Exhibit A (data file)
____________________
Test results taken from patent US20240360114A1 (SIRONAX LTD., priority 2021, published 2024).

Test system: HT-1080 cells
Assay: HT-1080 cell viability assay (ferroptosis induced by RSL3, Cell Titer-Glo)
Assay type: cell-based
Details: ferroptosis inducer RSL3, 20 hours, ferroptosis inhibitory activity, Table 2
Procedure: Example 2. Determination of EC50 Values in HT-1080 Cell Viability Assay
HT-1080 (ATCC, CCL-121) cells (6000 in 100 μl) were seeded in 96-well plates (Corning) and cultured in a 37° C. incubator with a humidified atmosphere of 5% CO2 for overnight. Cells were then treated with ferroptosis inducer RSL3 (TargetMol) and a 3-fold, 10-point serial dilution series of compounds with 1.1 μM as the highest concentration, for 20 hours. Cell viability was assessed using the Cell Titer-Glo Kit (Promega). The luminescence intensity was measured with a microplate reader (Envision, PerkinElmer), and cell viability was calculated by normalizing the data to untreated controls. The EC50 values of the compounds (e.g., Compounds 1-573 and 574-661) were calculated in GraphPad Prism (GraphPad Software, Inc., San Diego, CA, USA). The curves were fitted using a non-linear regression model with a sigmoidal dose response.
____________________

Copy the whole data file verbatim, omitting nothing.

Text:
Test results taken from patent US20240360114A1 (SIRONAX LTD., priority 2021, published 2024).

Test system: HT-1080 cells
Assay: HT-1080 cell viability assay (ferroptosis induced by RSL3, Cell Titer-Glo)
Assay type: cell-based
Details: ferroptosis inducer RSL3, 20 hours, ferroptosis inhibitory activity, Table 2
Procedure: Example 2. Determination of EC50 Values in HT-1080 Cell Viability Assay
HT-1080 (ATCC, CCL-121) cells (6000 in 100 μl) were seeded in 96-well plates (Corning) and cultured in a 37° C. incubator with a humidified atmosphere of 5% CO2 for overnight. Cells were then treated with ferroptosis inducer RSL3 (TargetMol) and a 3-fold, 10-point serial dilution series of compounds with 1.1 μM as the highest concentration, for 20 hours. Cell viability was assessed using the Cell Titer-Glo Kit (Promega). The luminescence intensity was measured with a microplate reader (Envision, PerkinElmer), and cell viability was calculated by normalizing the data to untreated controls. The EC50 values of the compounds (e.g., Compounds 1-573 and 574-661) were calculated in GraphPad Prism (GraphPad Software, Inc., San Diego, CA, USA). The curves were fitted using a non-linear regression model with a sigmoidal dose response.